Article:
I am demanding the Federal Government stop clawing back soldiers’ danger pay. Before soldiers are sent on future missions, this policy decision needs to be resolved.
Liberals have no problem borrowing billions to give away to other countries for global warming, but they undervalue the women and men serving in uniform.
When will the defence minister stop funding the Prime Minister’s out-of-control spending on the backs of our troops?
They should know better how important danger pay is, not just to our brave women and men in uniform, but to their families back home as well.
On March 9, the Conservative Party, after months of giving the Prime Minister the opportunity to do the right thing, brought to the attention of Canadians the most recent example of how the Liberal Party devalues the dangers inherent in missions like the one we debated Monday night.
The decision to claw back the danger pay of soldiers on the front line in the war against international terrorism has soldiers asking me if their pay will be cut by not receiving the proper recognition of being in a hot zone.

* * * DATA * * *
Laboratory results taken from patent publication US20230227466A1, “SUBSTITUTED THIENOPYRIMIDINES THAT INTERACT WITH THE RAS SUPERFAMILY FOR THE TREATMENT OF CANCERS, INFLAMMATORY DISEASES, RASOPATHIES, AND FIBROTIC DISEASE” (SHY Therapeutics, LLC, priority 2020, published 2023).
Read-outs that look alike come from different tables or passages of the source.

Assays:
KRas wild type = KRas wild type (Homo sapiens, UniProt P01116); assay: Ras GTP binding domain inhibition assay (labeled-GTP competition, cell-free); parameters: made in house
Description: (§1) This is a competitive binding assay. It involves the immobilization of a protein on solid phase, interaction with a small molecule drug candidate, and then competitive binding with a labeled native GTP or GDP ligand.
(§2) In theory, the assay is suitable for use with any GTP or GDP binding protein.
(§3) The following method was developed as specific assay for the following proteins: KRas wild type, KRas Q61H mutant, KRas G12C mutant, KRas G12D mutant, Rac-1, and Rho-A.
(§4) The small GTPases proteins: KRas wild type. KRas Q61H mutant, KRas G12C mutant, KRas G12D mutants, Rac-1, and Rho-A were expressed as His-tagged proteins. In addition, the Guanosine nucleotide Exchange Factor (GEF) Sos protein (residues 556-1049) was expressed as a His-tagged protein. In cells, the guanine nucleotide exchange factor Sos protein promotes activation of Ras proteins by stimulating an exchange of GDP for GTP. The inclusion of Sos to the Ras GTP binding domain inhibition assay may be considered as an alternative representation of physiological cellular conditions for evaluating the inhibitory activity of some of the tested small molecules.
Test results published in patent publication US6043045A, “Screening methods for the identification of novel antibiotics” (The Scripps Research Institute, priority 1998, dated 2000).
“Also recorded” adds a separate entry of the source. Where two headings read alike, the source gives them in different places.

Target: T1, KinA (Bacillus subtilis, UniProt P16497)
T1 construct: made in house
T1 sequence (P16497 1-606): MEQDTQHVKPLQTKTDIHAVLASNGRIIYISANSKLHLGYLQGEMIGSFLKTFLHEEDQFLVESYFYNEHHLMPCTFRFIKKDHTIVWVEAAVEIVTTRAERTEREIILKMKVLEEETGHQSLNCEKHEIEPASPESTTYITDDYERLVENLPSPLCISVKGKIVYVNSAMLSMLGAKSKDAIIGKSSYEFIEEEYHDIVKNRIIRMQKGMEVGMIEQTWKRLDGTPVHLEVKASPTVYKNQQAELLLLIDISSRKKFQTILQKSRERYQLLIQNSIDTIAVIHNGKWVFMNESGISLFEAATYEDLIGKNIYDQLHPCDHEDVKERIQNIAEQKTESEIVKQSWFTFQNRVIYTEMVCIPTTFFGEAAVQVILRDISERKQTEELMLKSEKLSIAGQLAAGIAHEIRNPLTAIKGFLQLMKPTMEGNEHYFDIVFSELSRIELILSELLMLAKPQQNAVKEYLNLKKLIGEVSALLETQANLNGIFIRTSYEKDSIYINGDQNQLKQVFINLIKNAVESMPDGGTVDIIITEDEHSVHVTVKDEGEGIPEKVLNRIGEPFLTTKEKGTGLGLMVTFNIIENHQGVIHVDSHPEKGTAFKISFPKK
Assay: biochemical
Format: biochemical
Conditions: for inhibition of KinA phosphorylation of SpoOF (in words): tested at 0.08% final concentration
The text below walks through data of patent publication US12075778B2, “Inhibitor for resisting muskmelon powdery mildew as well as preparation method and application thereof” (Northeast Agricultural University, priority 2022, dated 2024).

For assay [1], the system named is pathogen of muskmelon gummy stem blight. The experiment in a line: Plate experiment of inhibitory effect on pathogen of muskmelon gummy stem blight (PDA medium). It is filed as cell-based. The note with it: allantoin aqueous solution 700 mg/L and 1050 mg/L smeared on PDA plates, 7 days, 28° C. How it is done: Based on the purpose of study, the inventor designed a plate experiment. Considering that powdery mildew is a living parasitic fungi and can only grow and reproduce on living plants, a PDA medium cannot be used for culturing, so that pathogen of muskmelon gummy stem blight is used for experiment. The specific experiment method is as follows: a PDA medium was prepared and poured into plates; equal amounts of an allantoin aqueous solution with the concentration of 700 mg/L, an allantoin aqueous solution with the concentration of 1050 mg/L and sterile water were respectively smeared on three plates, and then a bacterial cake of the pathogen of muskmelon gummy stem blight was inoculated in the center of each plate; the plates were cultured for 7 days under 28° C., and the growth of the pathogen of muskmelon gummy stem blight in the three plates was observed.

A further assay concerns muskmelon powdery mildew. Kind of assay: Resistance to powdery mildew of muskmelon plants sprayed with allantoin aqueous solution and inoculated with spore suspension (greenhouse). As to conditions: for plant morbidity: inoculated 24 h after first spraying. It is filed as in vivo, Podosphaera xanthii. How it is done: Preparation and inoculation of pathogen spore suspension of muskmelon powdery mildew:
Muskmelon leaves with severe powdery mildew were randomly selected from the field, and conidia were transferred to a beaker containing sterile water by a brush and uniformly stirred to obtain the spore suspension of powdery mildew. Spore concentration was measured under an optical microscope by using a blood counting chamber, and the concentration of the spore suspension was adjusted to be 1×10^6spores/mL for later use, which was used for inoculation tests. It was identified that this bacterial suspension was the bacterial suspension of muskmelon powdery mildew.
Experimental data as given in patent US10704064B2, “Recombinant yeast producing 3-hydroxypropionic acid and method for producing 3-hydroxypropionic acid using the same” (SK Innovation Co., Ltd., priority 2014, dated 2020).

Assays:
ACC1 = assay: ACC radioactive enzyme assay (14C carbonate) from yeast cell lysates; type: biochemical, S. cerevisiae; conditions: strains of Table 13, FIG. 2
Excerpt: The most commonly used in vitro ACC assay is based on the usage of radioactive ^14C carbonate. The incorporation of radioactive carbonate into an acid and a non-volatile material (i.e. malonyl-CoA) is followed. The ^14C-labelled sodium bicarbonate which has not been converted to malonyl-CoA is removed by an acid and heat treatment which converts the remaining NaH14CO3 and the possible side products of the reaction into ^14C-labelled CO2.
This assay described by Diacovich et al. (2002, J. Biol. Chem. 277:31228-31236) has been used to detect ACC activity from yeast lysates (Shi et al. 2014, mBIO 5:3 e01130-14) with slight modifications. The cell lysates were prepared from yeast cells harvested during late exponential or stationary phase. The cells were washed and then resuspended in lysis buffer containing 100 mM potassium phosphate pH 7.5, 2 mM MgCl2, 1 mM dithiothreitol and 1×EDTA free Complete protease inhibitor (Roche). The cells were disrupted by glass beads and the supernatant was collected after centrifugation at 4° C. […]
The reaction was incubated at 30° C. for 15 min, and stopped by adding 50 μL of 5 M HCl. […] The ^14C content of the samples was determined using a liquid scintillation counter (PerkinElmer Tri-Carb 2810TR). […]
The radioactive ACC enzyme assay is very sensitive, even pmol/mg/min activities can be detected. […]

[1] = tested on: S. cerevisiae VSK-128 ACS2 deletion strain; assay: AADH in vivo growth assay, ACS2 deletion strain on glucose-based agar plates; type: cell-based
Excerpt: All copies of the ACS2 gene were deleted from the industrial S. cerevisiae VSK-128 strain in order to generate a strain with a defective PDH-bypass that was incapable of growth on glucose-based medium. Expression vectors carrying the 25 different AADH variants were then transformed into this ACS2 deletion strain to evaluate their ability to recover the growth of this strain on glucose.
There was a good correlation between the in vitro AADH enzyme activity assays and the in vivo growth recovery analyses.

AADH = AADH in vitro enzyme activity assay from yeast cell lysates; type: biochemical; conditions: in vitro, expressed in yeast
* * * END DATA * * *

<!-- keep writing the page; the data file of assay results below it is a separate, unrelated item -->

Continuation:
I stated this in the House of Commons during the Parliamentary debate on extending OPERATION UNIFIER, Canada’s current mission to Ukraine.
Soldiers remember being sent to Afghanistan without the proper uniforms.
Soldiers remember their comrades from the conflict in Afghanistan who were killed or injured by a roadside bomb because the Liberal Party played politics with air support when it cancelled the helicopter contract.
In fact, history repeats itself with the same type of politics being played with the fighter jet replacement.
Without the proper strategic airlift to get soldiers off the roads, lives were needlessly sacrificed.
“Soldiers are asking what else the Liberals will take away besides their danger pay? What happens when the injured soldier comes home?
As the Vice-Chair of the Standing Committee on National Defence, I am pleased to confirm that through the defence committee, I have been pushing the government to accept the recommendations of the National Defence and Canadian Armed Forces Ombudsman, Gary Walbourne, in the report presented last fall to the Minister of National Defence, “Simplifying the Service Delivery Model for Medically Releasing Members of the Canadian Armed Forces”.
Specifically, soldiers need to know that if they are injured and no longer meet the universality of service requirement, the support is there. What must take place is no currently serving member of the Canadian Armed Forces is medically released without all services and benefits in place.
The Federal Government has an obligation to provide the proper equipment and support before and after the missions it asks soldiers to perform.